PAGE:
In another large bowl, mix 2 eggs and 2 cups of shredded mozzarella cheese together. Add the zucchini mixture and gently stir. Pour mixture into pie crust. Bake at 375 F for 20 minutes or until a knife inserted into the filling comes out clean.
That takes us down to 14 more zucchini left. Sigh . . . I guess I should have only put in 6 plants instead of 12.
However, the good thing about zucchini is that you don’t have to use them all. The chickens will love you if you feed them squash (you have to open the fruit up for them though) and of course you can leave bags of zucchini at the doorsteps of your friends or on the desk of your office mates. They won’t hate you too much . . .
Summer time in the Central Valley means scorching temperatures in excess of 100 degrees, and sunshine that just won’t quit. When the thermometer heads north, we head to the freezer in search of a refreshing treat.
Can you remember devouring an ice cream cone in all its melting glory? Gobbling it up in search of refreshment as the sun’s rays seem to pierce right through you? Savoring each bite as the excess fat and sugar runs down the arm to the elbow, before dripping onto the asphalt with a sizzle.
Wait a minute. What was that about excess fat and sugar?
Unfortunately, not all refreshing treats are created equal. Frozen summer time staples like ice cream, though OK in moderation, can increase the amount of fat and sugar you’re consuming with little nutritional benefit.
Lucky for us, connoisseurs of summer time refreshments have tips and recipes to help us stay cool, the healthy way.
If it’s frozen treats you’re after, try:
Full of antioxidants and portable, frozen grapes make a great treat without a sticky mess.
Packed with vitamin C, cherries are an excellent summertime snack. Simply de-stem and rinse the cherries. Pit the cherries and spread on a tray. Place in the freezer until frozen. Store them in an air-tight container in the freezer until you are ready to pop a few to cool off.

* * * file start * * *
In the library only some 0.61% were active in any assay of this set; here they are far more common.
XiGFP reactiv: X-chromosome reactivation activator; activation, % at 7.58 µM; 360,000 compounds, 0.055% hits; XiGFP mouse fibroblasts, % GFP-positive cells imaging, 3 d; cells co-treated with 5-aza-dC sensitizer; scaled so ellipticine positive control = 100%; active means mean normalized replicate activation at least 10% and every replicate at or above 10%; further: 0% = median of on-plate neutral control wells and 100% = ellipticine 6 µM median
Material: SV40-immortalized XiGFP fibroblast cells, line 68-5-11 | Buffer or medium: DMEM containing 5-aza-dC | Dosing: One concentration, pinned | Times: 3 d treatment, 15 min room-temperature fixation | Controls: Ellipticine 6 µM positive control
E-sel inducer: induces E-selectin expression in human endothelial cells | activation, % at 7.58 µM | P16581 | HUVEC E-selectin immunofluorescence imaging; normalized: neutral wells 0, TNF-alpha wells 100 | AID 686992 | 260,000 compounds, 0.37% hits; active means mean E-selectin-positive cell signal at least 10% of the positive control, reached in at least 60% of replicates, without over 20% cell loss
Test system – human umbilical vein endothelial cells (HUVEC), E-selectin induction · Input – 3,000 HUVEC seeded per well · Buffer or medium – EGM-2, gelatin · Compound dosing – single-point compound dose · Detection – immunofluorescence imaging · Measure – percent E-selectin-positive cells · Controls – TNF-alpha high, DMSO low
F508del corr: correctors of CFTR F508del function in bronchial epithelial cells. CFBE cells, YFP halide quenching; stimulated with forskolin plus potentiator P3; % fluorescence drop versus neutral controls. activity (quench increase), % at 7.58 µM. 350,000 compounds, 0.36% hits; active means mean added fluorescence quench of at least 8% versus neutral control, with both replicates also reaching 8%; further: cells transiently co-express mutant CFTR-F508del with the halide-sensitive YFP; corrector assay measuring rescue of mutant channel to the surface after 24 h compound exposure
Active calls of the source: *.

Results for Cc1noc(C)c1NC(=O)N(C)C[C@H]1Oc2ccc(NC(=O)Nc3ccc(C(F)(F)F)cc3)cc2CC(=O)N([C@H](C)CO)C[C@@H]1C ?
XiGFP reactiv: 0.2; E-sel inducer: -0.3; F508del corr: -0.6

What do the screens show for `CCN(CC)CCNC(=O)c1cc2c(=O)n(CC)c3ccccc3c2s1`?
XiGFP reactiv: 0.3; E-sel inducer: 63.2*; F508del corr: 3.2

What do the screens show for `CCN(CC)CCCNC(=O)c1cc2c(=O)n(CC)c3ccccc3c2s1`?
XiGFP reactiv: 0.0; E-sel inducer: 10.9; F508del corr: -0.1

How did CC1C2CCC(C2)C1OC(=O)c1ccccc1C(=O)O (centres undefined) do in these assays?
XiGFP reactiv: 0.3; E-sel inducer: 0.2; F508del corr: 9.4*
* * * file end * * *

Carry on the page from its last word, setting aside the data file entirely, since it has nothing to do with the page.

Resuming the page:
Fruit Smoothies are a favorite! Blend ½ c. vanilla low-fat soy or regular yogurt, ½ cup of your favorite fresh berries, 2 ice cubes and 2 tsp. vanilla extract until smooth. Makes one cup.
Healthy ice cream
This recipe has tofu; it is healthy and safe for those who are lactose intolerant.
12 ounces frozen strawberries or frozen peaches
14 ounces soft silk tofu
1 cup of sugar
2 ounces of a healthy oil
1 teaspoon lemon juice
1 teaspoon vanilla
1. Assemble ingredients and blend in a food processor or blender.
2. Next, place the mixture in a plastic freezer zipper bag (one quart size) and seal.
3. Place the healthy ice cream bag in a gallon size plastic bag filled with a couple of tablespoons of salt and plenty of ice and shake for five minutes. You will cool off just shaking the bags!
Remember, when the temperature rises, choose wisely. Healthy alternatives to fatty, sugary, frozen treats are simple and delicious!
Wishing you a cool and healthy summer! For more healthy tips, click here.
San Joaquin Valley farmer Mas Masumoto famously described the joys of fruit eating in the opening pages of his book Epitaph for a Peach. The prologue reads like a love letter to the old Sun Crest variety, planted years ago by his Japanese-American father. Sun Crest peaches are juicy and delicious but lack some commercial attributes.
On eating a fruit he calls a “treasure,” Masumoto wrote:
“You lean over the sink to make sure you don’t drip on yourself. Then you sink your teeth into the flesh . . . This is a real bite, a primal act, a magical sensory celebration announcing that summer has arrived.”
Many Californians can share Masumoto’s experience of lovingly caring for a fruit tree, patiently waiting for the bounty to ripen and savoring fruit still warm from the sun. However, UC Cooperative Extension farm advisor emeritus Garth E. Veerkamp suggests gardeners not enter a relationship with an orchard before taking time for thoughtful consideration.
“When the decision to create a home orchard is based on little more than desire to plant a few trees and anticipate fruit, then failure is the probable outcome,” Veerkamp said. “When a home orchard is based on an understanding that it is, in fact, a living expression of genetics interacting with soils, weather, tree spacing, pests, and many other factors, then the outcome should be one of success."
Veerkamp wrote questions to guide aspiring orchardists in an inward examination of their lives before planting trees. Ask yourself:
- Do I really have the desire, time and stamina to establish and maintain the orchard?
- To what extent will the demands affect my relationships with others around me?
- Do I understand the cultural demands the orchard places on me and the yields to expect under good management?